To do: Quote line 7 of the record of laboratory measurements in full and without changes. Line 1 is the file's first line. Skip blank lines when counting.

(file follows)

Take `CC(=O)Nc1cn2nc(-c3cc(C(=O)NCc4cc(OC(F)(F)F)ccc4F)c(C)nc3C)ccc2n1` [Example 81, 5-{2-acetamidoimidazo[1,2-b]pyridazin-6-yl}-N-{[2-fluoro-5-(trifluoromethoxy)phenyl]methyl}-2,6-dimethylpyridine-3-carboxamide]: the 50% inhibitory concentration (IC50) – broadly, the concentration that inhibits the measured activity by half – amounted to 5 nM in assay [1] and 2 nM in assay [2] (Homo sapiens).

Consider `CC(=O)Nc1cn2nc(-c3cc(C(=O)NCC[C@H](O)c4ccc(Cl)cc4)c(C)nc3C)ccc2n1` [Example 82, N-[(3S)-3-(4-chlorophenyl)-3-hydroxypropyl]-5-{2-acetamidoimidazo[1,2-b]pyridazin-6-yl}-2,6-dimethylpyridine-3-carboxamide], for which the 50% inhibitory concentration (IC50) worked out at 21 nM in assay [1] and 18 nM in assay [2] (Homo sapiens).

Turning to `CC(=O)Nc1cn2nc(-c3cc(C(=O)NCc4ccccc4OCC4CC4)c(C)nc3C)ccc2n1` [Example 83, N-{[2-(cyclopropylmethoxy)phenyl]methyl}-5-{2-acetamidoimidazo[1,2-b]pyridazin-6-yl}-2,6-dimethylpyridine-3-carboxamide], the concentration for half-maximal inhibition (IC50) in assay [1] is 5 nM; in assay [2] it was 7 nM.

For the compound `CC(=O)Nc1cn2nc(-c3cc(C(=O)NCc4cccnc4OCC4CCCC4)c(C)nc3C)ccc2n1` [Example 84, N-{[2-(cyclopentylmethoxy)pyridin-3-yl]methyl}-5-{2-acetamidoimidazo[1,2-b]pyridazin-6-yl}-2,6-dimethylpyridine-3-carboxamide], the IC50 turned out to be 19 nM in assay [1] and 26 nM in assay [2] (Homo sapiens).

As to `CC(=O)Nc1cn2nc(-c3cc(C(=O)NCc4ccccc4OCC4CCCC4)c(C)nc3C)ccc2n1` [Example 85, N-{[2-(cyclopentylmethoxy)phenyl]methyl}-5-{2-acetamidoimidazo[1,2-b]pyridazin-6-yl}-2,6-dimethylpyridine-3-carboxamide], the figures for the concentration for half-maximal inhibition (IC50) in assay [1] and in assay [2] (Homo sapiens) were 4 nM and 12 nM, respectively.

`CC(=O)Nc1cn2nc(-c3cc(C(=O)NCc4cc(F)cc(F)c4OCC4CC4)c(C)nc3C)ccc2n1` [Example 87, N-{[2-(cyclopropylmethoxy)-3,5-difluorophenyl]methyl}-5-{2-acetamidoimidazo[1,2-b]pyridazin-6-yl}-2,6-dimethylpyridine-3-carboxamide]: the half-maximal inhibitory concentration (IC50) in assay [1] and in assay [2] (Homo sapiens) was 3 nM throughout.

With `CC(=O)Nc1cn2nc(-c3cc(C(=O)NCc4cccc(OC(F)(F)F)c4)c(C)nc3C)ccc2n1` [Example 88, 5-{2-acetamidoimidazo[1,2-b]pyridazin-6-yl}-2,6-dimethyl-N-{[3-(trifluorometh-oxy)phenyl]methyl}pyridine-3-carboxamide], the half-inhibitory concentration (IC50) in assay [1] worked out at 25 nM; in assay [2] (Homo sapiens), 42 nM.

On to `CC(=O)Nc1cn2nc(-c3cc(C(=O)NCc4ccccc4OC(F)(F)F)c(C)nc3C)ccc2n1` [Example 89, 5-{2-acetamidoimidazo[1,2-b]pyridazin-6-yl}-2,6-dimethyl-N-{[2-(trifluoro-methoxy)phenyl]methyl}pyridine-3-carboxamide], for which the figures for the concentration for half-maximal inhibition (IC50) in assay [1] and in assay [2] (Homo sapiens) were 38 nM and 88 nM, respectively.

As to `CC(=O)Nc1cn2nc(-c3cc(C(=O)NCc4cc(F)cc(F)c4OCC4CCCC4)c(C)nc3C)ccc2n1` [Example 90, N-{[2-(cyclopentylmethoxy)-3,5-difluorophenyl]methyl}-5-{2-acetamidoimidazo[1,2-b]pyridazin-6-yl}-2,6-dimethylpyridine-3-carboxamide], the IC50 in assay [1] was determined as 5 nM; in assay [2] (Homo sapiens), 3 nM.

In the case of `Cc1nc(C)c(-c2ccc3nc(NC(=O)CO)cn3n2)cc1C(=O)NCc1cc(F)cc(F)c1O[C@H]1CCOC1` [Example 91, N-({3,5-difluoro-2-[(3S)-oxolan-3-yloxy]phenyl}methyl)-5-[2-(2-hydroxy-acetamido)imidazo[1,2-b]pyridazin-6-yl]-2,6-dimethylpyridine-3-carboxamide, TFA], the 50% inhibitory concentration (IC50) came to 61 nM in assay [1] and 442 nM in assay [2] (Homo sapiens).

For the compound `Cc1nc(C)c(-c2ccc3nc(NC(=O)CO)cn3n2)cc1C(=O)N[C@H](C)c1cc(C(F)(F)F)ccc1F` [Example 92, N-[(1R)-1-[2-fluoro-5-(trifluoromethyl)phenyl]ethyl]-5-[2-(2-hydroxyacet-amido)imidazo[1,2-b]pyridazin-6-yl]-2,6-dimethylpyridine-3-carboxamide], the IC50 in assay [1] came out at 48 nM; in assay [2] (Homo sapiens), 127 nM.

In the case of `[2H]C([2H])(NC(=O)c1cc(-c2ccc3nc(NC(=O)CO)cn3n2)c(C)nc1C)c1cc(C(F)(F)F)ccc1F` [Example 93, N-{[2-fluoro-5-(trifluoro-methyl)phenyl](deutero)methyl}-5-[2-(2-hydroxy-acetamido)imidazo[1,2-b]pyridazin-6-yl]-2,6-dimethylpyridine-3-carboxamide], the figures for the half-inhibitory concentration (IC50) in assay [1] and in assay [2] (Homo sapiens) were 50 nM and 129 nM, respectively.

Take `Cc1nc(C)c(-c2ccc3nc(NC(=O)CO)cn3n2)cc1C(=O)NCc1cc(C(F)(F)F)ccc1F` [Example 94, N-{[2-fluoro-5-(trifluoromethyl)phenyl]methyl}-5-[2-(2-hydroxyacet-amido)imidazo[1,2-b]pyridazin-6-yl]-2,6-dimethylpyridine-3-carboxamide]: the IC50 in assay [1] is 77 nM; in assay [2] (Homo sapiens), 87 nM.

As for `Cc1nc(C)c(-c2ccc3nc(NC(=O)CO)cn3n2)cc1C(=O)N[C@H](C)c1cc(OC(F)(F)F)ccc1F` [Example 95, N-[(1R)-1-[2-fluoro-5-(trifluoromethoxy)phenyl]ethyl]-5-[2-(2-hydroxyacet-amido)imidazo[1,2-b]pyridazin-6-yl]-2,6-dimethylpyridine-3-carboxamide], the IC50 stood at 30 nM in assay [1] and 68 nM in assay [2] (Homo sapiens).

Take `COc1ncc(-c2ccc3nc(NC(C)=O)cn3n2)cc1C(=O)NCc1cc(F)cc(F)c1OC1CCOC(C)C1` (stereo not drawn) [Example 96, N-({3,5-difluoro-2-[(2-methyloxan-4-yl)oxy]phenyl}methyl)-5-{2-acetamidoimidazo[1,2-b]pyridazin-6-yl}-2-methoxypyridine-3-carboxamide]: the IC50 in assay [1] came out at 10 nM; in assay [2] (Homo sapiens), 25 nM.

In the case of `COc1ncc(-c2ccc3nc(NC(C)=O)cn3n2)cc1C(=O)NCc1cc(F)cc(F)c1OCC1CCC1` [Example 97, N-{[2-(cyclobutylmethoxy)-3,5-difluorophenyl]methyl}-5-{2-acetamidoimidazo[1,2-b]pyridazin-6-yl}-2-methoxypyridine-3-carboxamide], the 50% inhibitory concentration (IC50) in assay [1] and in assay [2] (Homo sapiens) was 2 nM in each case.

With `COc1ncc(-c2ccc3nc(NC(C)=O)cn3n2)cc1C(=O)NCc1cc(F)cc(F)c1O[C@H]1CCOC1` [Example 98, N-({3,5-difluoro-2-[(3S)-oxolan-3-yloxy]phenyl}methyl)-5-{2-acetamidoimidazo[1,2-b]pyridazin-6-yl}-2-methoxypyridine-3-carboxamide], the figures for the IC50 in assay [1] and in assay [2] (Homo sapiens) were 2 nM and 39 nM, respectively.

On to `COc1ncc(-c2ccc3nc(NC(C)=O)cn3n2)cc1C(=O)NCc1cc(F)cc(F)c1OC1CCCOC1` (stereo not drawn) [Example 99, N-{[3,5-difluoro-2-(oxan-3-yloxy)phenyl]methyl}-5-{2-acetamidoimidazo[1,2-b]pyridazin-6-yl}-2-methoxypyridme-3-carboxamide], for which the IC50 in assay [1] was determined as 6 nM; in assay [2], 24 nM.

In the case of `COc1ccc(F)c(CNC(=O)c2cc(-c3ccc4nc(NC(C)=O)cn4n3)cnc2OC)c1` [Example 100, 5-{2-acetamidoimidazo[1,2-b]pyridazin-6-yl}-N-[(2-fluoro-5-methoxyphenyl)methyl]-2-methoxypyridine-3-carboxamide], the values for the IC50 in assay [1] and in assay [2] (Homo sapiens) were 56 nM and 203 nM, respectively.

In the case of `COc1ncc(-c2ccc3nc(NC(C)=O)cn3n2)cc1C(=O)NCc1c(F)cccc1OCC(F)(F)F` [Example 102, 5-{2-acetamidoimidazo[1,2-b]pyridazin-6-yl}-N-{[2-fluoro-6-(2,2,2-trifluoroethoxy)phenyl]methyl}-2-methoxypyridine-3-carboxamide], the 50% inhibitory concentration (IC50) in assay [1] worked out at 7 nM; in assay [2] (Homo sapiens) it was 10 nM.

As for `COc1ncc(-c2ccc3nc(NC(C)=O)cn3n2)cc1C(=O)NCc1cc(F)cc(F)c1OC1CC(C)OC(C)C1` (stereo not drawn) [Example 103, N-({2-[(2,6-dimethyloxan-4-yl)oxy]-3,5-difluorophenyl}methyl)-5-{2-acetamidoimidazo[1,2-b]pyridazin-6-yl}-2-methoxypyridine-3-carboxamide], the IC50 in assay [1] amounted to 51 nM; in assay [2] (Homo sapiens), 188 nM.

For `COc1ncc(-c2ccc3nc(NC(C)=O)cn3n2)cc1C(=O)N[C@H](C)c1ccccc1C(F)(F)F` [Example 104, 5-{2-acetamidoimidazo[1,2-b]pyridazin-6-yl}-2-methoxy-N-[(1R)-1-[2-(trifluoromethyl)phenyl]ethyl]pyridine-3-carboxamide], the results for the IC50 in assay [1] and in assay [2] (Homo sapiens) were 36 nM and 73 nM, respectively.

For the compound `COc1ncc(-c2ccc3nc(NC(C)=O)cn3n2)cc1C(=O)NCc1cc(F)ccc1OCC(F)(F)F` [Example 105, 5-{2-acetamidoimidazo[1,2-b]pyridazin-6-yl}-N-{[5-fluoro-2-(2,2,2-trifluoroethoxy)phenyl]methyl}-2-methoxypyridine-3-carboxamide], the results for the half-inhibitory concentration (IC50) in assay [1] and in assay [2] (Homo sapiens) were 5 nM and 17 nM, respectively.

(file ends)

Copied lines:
With `CC(=O)Nc1cn2nc(-c3cc(C(=O)NCc4cccc(OC(F)(F)F)c4)c(C)nc3C)ccc2n1` [Example 88, 5-{2-acetamidoimidazo[1,2-b]pyridazin-6-yl}-2,6-dimethyl-N-{[3-(trifluorometh-oxy)phenyl]methyl}pyridine-3-carboxamide], the half-inhibitory concentration (IC50) in assay [1] worked out at 25 nM; in assay [2] (Homo sapiens), 42 nM.